Now, I know that she has large breasts and wears skimpy clothing which is why I want to briefly discuss a certain criteria that Snowy_One set up for this discussion:

1) The woman must not be overly sexualized. No breasts the size of her head here.


2) The woman must not be dressed in a scantily-clad manner or, if so, have a very good reason for doing so. Alternate costumes do not count, especially if they are not required to be worn at any point in the game.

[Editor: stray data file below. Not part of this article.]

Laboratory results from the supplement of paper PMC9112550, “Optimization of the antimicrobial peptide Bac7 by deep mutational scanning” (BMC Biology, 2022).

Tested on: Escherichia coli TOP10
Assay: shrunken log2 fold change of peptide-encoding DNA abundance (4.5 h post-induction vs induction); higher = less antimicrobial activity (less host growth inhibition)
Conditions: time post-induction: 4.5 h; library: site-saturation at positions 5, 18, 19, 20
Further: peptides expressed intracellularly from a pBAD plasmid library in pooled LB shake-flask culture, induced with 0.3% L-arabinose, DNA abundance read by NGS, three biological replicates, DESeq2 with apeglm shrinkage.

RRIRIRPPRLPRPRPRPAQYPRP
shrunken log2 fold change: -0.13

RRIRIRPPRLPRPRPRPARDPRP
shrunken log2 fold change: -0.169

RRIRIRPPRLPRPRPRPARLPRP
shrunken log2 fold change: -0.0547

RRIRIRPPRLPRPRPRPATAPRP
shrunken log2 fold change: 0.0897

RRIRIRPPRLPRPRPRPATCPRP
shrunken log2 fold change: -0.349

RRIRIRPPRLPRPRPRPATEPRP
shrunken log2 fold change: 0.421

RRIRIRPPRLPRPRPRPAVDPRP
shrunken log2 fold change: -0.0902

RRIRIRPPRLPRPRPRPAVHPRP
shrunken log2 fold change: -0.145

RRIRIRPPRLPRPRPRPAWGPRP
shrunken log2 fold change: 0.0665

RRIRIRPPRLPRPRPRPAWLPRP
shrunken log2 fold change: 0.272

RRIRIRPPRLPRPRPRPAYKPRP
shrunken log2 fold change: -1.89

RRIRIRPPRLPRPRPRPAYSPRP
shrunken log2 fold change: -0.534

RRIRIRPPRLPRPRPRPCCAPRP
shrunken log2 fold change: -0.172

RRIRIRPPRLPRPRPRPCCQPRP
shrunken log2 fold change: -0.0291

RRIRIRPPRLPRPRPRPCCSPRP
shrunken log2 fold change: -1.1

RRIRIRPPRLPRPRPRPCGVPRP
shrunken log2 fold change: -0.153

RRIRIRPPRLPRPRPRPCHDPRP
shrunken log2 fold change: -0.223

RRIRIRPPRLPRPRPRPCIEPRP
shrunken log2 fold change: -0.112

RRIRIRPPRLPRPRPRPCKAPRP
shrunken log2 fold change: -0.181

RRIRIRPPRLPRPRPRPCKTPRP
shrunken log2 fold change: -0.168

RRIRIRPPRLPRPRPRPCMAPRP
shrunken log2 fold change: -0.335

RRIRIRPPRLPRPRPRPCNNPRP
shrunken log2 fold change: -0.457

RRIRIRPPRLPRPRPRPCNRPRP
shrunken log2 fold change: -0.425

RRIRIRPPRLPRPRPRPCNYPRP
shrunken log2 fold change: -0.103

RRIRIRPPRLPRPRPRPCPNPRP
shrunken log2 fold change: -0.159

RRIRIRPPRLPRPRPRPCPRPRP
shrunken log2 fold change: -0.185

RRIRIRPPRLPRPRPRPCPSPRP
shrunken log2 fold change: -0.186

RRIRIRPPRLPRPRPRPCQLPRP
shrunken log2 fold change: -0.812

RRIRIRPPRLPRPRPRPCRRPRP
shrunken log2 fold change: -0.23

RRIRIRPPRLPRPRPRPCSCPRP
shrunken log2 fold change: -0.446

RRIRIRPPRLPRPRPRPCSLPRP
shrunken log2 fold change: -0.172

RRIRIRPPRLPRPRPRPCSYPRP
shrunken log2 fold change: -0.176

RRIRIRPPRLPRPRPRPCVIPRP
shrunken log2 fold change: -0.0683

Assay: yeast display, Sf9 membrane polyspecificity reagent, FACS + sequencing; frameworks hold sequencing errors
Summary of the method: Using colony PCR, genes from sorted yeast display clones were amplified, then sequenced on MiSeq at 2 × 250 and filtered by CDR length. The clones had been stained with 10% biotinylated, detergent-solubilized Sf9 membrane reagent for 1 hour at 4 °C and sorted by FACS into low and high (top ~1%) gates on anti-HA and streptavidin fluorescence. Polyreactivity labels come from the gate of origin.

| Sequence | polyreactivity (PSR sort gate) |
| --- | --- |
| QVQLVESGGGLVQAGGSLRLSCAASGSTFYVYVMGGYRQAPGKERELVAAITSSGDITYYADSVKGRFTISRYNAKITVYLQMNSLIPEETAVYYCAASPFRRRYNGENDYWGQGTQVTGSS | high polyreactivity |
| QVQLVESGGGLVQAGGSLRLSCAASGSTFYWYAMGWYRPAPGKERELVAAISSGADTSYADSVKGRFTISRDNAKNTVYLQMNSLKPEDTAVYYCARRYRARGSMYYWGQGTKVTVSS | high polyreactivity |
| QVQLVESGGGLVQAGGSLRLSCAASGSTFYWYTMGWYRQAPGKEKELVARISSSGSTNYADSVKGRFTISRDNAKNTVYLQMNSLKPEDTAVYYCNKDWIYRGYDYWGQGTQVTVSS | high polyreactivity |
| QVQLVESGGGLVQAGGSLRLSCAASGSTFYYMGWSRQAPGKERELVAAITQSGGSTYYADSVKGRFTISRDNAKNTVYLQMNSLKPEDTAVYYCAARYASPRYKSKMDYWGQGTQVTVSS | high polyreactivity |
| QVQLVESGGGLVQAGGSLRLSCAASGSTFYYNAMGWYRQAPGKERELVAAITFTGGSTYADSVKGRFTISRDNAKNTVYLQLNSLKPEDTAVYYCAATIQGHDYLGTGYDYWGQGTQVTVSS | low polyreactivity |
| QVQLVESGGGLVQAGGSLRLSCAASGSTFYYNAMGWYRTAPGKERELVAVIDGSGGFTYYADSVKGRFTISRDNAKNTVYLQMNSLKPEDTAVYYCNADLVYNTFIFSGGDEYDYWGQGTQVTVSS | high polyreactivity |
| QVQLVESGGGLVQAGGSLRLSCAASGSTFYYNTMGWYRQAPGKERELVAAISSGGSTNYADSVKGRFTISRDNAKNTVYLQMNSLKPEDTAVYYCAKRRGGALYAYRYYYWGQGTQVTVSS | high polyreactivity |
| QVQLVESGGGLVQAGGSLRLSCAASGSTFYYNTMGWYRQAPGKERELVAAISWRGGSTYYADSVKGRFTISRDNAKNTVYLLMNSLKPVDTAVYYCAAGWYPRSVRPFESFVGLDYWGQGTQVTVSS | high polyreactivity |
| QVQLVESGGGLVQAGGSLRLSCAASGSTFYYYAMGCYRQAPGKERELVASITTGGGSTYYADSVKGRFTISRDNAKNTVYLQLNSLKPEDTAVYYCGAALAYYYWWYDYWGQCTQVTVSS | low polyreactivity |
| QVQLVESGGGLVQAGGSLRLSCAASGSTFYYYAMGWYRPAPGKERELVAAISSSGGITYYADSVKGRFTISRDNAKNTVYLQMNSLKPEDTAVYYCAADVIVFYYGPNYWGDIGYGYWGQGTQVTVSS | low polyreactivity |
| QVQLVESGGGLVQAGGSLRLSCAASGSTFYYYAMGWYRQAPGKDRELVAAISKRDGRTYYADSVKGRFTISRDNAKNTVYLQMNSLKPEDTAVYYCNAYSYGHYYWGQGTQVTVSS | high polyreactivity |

Yeah, I really want to call bullshit on this rule he put up right here and now. I have major major issues with people claiming that a female character cannot be a positive image for women simply because they have large breasts and/or skimpy outfits and therefore are “sexualized.” As far as I’m concerned, that is slut-shaming, which I find very misogynistic. It doesn’t matter how well written a woman is, or how smart and capable she is, or even if if all her sexuality is completely under her control, as long as she is sexual in any way, shape or form, people like Snowy_One dismiss her as a bad character in any way shape or form. It’s like women should never be allowed to be comfortable and confident with their own bodies or their sexuality and should never embrace being sexy and to me that just infantilizes women. Any woman that owns her sexuality should be allowed to and scolding her for it is harmful to women and that’s why I think this criteria that Snowy_One put here should be called out on. Sexy women is often called sexist because of the claim that it just panders to male sexuality and I find that to be very misandric as it demonizes the sexual preferences of straight males. Plus, Christina Hoff Sommers put it best when she said, “Spectators are able to gaze at a woman’s beauty and also identify with her on a human level. Many men, not all of them, but many, do like images of beautiful, sexy women. Why shame them for this? Now, traditionally, women, gays, and trans-people have been policed and humiliated for their sexuality. That is wrong. Today at least in some feminist circles, it’s open season on the sexual preferences of straight males. That’s also wrong.” So this shames both men who like to look at sexy women and women who like to be sexy. Condemning a woman, fictional or real, on how she dresses is just bigoted and Snowy_One is being degrading to women by policing them on how to dress or express their sexuality. That’s my issue with this criteria here.